The Grapes of Wrath
John Steinbeck
Contributed by Vernita Mires
Chapter 12
Summary

Highway 66 is the main migrant road stretching from the Mississippi River to Bakersfield, California. It is a road of flight for refugees from dust and poverty. The people stream out onto Highway 66, risking the breakdown of their undependable cars on the way. And the travelers face other obstacles. California is a big state, but not big enough to support all of the workers who are approaching The border patrol can turn people back. The high wages that are promised may be a deception.

Analysis

In this chapter, Steinbeck foreshadows a number of the problems that the Joad family will face on its travels. He highlights the problems that people often have with their cars -- including the possibility of breakdown, a problem that may afflict the Joad family's unreliable vehicle.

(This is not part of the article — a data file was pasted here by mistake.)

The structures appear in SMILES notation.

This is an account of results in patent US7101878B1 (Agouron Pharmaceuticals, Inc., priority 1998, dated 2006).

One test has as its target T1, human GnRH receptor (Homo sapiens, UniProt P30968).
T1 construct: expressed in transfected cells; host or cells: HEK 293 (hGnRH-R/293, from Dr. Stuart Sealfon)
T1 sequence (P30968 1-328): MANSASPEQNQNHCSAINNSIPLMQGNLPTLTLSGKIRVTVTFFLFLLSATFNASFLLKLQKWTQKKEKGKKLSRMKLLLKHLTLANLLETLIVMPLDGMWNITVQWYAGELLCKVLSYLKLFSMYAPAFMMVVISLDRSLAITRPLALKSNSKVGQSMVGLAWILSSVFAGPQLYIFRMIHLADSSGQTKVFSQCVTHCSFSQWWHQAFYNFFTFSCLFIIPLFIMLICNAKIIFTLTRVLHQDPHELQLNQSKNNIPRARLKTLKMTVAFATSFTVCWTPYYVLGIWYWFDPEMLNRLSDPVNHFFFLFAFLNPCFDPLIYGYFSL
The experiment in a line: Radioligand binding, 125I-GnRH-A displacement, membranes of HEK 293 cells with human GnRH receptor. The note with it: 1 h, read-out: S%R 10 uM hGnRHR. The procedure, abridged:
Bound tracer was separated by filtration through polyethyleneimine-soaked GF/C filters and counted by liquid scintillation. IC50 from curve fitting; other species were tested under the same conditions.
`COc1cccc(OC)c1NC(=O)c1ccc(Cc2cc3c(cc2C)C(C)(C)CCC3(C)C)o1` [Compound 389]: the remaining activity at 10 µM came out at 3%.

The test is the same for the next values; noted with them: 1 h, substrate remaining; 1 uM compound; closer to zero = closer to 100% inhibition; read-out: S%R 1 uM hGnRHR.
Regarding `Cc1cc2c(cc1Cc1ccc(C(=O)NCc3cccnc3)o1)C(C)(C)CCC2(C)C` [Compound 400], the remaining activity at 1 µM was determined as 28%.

Building off earlier segments of The Grapes of Wrath, this chapter begins to affirm the unpleasant fact that California may not be a panacea for the Joads' problems. Even if the Joads reach the California border, they may be turned back. So many others are making the same journey that there is bound to be an overcrowded job market among the migrant workers in California. Arrival in California does not necessarily mean that the Joads' problems will be solved or that they will be in even a marginally better situation than faced them in Oklahoma.

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